Rising costs, lack of infrastructure and a string of poor exploration results may mean Norway's Arctic oil exploration peaks this year, energy officials say.
HAMMERFEST, Norway, April 1 (Reuters) - Rising costs, lack of infrastructure and a string of poor exploration results may mean Norway's Arctic oil exploration peaks this year, energy officials said on Tuesday.
Drilling in the Barents Sea will reach a record high this year with 12 wells but the sector could quickly shift its focus to more promising regions if the heavy investment fails to pay off, especially as firms around the world are already cutting back capital spending plans.
"There are dark clouds gathering on the horizon because of rising costs and investment cuts by energy companies," oil minister Tord Lien told Reuters on the sidelines of a conference. "This could be a critical year for projects in the Barents Sea."
"Costs are rising too high and too fast and the Norwegian costs have increased a bit more than elsewhere," he added.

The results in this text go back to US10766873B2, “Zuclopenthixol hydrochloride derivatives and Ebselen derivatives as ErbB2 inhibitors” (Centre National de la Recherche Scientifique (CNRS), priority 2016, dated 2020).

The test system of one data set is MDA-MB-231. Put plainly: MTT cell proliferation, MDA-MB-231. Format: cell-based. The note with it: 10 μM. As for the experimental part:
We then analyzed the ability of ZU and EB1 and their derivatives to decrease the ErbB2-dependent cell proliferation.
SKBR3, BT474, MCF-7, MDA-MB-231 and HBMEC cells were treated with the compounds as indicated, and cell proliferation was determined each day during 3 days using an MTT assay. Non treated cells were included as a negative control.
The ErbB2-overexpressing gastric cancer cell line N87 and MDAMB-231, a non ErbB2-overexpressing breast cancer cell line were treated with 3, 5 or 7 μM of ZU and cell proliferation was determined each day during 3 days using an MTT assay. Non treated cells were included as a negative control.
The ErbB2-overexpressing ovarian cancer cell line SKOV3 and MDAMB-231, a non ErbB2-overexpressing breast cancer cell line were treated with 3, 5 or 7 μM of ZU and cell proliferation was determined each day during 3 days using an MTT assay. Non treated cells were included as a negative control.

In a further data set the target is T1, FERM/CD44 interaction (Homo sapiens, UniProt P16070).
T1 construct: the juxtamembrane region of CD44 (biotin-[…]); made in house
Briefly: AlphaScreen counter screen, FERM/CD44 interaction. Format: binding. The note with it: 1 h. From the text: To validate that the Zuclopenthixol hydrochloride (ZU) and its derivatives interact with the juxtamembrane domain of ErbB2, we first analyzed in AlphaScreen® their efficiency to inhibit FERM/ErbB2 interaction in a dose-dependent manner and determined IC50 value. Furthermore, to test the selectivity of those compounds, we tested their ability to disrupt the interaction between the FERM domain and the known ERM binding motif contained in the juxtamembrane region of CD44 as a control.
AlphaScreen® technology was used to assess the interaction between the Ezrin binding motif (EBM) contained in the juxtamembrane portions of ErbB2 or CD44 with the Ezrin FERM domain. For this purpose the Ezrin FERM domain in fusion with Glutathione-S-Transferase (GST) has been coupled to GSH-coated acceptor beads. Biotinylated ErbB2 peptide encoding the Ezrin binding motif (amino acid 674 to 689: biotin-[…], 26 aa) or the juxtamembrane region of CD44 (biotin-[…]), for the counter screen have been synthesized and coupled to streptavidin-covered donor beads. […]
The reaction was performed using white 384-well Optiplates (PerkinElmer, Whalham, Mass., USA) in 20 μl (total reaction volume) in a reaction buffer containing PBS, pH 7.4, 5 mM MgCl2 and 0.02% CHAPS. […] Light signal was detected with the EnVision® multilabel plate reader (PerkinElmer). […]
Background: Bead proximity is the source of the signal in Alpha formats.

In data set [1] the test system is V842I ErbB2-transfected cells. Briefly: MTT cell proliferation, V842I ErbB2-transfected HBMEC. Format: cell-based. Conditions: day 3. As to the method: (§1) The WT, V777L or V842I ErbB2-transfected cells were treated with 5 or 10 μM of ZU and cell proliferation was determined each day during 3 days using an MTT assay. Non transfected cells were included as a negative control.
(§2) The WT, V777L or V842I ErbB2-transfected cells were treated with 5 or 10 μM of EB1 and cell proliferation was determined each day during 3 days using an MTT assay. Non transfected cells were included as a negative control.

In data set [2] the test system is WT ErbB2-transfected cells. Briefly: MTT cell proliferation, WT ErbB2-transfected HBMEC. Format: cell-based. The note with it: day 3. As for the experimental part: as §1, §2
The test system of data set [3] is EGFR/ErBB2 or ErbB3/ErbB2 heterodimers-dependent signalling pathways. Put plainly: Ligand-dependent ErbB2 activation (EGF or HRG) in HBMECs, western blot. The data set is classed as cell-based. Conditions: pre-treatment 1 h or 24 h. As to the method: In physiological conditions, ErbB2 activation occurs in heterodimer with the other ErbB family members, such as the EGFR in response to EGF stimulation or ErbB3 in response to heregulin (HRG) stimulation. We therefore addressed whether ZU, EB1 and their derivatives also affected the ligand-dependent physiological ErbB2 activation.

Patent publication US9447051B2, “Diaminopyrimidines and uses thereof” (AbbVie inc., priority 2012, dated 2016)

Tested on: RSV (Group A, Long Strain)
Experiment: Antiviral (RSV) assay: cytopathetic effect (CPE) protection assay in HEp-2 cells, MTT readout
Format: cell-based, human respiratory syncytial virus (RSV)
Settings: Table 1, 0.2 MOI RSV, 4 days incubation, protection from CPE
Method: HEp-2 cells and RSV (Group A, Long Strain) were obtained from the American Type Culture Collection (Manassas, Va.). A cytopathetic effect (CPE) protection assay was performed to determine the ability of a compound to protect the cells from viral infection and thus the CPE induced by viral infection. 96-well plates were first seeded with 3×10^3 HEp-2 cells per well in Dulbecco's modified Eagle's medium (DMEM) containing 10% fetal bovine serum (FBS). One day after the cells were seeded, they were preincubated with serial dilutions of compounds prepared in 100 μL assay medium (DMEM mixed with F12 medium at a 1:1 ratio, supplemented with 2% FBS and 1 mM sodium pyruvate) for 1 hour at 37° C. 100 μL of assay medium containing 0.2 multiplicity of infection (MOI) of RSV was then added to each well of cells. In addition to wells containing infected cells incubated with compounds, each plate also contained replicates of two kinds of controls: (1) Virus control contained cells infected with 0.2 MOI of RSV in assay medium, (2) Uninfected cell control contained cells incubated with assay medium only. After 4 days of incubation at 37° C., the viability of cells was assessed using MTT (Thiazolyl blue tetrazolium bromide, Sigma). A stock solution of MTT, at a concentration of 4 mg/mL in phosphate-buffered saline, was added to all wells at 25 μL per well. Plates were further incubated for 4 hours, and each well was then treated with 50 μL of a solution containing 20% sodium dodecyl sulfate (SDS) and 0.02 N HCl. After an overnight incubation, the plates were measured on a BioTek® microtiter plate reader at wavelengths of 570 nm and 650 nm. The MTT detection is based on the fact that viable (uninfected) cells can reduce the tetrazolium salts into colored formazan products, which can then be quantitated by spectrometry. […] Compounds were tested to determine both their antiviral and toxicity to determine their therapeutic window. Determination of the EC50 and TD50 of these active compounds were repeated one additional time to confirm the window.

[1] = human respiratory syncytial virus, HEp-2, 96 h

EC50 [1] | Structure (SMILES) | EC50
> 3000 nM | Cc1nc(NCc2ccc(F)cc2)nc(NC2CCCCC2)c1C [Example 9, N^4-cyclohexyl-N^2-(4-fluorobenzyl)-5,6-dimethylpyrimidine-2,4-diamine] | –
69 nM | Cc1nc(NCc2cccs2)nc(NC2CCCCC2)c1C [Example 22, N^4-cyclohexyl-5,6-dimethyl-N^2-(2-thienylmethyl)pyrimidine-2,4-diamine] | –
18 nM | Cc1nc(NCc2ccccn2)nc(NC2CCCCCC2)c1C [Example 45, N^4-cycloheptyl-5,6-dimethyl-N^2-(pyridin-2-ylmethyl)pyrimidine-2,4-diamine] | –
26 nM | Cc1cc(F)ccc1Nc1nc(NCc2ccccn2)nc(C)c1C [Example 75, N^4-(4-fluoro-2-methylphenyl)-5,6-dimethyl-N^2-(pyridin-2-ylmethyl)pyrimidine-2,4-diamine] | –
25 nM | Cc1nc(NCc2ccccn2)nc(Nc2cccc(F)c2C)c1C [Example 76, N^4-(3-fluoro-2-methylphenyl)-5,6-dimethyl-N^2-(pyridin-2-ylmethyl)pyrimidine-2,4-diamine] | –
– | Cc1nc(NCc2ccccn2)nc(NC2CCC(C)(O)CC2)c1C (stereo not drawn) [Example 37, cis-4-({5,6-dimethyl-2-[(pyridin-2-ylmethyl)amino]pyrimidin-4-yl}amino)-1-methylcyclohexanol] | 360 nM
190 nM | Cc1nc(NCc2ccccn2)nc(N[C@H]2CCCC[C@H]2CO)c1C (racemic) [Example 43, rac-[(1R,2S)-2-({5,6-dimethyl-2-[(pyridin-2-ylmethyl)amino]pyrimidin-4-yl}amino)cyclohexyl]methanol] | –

Exploration in 2013 was mixed and the few notable successes were more than offset by either dry wells or small gas discoveries, which tend to be uncommercial because the area lacks the extensive pipeline infrastructure found in places like the North Sea.
"The cost per produced unit (of oil and gas) in Norway has increased dramatically, by tenfold over the past 10 years," said Bente Nyland, the director of the Norwegian Petroleum Directorate.
"The problem is that we have a lot of small discoveries but no means of getting out the gas."
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